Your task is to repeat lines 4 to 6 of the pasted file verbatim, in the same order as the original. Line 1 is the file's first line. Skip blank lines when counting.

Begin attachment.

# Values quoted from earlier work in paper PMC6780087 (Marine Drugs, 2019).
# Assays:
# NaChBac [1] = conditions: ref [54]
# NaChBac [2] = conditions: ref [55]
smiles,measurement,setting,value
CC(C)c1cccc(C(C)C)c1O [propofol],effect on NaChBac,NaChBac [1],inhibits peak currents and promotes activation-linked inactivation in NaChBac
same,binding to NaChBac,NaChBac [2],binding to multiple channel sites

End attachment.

# NaChBac [2] = conditions: ref [55]
smiles,measurement,setting,value
CC(C)c1cccc(C(C)C)c1O [propofol],effect on NaChBac,NaChBac [1],inhibits peak currents and promotes activation-linked inactivation in NaChBac